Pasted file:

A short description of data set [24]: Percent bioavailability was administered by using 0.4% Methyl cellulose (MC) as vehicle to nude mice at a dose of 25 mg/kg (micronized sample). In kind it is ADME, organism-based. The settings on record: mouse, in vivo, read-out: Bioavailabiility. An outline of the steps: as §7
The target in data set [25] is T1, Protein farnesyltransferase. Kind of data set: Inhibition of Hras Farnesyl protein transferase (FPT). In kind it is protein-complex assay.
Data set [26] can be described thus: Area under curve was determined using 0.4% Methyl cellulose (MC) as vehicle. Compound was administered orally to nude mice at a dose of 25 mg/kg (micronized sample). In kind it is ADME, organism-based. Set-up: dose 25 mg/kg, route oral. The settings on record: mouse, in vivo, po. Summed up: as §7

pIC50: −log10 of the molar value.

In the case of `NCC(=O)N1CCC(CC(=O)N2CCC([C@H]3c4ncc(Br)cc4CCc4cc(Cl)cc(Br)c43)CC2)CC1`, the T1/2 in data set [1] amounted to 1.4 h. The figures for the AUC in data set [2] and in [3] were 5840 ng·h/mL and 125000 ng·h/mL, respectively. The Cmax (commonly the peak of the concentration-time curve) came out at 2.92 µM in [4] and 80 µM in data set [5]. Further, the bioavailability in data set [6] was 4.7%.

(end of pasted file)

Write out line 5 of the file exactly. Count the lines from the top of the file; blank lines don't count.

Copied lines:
In the case of `NCC(=O)N1CCC(CC(=O)N2CCC([C@H]3c4ncc(Br)cc4CCc4cc(Cl)cc(Br)c43)CC2)CC1`, the T1/2 in data set [1] amounted to 1.4 h. The figures for the AUC in data set [2] and in [3] were 5840 ng·h/mL and 125000 ng·h/mL, respectively. The Cmax (commonly the peak of the concentration-time curve) came out at 2.92 µM in [4] and 80 µM in data set [5]. Further, the bioavailability in data set [6] was 4.7%.